U.S. reaps what it sows in Bolivia
By Larry Birns and Jessica Bryant
The near breakdown of relations between the United States and Bolivia is a perfect example of the baleful consequences of the inherent disrespect the U.S. historically has exhibited toward the region.
Despite La Paz's and Washington's ideological differences, Assistant Secretary of State for Western Hemisphere Affairs Thomas Shannon might have made one more effort to indicate a clear U.S. commitment to the territorial integrity of Bolivia. Vigorous support of President Evo Morales in the face of the opposition's reckless strategy on the part of Santa Cruz and the eastern region pro-autonomy leaders might have provided a compelling pressure on the secessionists, who were more interested in getting their hands on the region's hydrocarbon windfall revenues than in avoiding the violence that tragically has claimed many lives.
It is clear that the United States remains blithely removed from the multifaceted developments that are taking place in an increasingly self-directed Latin America. Long distracted by Iraq and its war on terrorism, Washington would be wise to turn its attention to its vital hemispheric interests or risk seeing them washed away. These comprise far more than drugs and terrorism.
If the United States is to play a constructive role there, it must architect a new relationship with the region that can be deemed credible. This means doing more than simply lobbing Parthian shots at what it believes to be recalcitrant leaders.
The White House must be less concerned over the resurgence of socialism than the demise of democracy. If such a repositioning does not soon happen, it may be too late for Washington to develop mutually beneficial policies toward the region. Latin American-led development strategies, such as the Caracas-inspired Bolivarian Alternative for the Americas, could appear more relevant to the region's well-being than any U.S.-imposed free-trade agreements.
Also, the fledgling Union of South American Nations joins the Organization of American States as a multilateral, democratic body capable of facilitating regional integration and conflict resolution. The huge difference is that the United States is not a member of UNASUR. It is precisely this difference that could lead to the OAS being supplanted by the new group.
While the United States may rebuff President Morales' socialist advocacy, it cannot deny that his reform agenda is supported by a majority of Bolivians. Approved twice in elections deemed legitimate by international monitors, Morales has clearly validated his continuing mandate, earning a greater percentage than ever witnessed in a Bolivian vote during the Aug. 10 referendum. The opposition's attempt to steamroll the government with the departmental results, which demonstrated the support of local autonomy initiatives, provides yet another example of it playing fast and loose with Bolivian democracy.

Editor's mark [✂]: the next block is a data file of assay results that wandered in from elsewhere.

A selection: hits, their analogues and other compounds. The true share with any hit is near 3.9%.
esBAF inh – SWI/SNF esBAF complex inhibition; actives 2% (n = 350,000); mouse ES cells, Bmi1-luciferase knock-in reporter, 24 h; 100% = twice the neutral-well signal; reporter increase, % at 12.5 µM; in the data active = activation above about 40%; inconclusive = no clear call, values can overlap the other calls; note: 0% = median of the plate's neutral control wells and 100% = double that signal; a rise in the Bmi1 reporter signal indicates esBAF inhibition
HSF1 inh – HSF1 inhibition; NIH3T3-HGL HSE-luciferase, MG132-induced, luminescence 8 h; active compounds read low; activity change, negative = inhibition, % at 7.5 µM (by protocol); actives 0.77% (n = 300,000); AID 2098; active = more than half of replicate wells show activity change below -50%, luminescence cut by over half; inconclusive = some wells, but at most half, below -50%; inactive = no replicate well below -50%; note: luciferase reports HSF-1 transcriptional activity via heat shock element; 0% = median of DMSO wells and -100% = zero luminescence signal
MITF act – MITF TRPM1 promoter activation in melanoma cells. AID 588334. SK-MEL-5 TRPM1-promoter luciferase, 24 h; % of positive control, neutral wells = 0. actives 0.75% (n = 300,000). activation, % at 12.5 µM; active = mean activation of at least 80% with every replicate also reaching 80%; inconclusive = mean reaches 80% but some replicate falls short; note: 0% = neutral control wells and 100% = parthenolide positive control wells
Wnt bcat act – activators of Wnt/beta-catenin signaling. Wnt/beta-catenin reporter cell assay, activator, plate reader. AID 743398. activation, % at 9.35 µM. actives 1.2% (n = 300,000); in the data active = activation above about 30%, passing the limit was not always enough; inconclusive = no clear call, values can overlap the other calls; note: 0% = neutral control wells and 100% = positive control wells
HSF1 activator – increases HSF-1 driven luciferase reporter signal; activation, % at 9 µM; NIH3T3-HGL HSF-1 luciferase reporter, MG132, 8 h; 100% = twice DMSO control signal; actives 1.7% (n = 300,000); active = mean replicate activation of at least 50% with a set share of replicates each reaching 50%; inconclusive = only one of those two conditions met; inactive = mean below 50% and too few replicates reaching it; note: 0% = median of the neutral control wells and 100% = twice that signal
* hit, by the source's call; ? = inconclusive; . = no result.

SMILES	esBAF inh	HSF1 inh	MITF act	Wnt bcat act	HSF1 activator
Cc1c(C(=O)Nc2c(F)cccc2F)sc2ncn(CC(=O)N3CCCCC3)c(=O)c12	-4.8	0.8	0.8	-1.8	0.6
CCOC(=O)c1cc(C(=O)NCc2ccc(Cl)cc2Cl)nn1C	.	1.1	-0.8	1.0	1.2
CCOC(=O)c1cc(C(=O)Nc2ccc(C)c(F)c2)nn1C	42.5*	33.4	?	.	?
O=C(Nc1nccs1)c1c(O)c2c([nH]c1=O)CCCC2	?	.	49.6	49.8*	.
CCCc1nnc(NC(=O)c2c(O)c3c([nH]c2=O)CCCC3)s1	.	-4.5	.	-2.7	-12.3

Morales, on the other hand, urges dialogue and is open to altering the draft constitution to include more self-rule for the wealthy departments of the Media Luna. Furthermore, his government has strongly rejected offers of military intervention made by his close ally Hugo ChÁvez.
U.S. Ambassador to Bolivia Philip Goldberg insists that he did not, as charged, engage in meetings with the Bolivian opposition. Even if this is true, his expulsion from the country demonstrates that he failed to be helpful. Above all, he should have worked closely with Morales to energetically support the democratically elected government in its efforts to preserve Bolivia's unity.
Prophetically, it was UNASUR, a pubescent multilateral organization that responded to the situation far more muscularly than Washington. At its Sept. 15 meeting, nine Latin American heads of state agreed to determinedly support Morales and reiterated that they were at his disposal to facilitate negotiation.
While it appears too late for this White House to roll back the present tide of anti-U.S. sentiment in the region, the next U.S. president must embrace the irreversible changes that have taken hold among our neighbors to the south. This new Latin America is a place where more left-leaning presidents have taken office in recent years through legitimate democratic mechanisms than ever before.
This Latin America is building strong and relevant autonomous regional organizations. This Latin America deserves our collegiality in its search to fully realize its potential.
Birns, a former defense researcher and strategist and member of the Institute for Strategic Studies in London, has been the director of the Council on Hemispheric Affairs since its founding in 1975. Bryant is a research fellow at COHA. She has completed studies in international affairs at the Catholic University of Cordoba in Argentina and worked as a policy analyst at the Foundation for Security and Democracy Bogota, Colombia.
Online: The Council on Hemispheric Affairs at coha.org.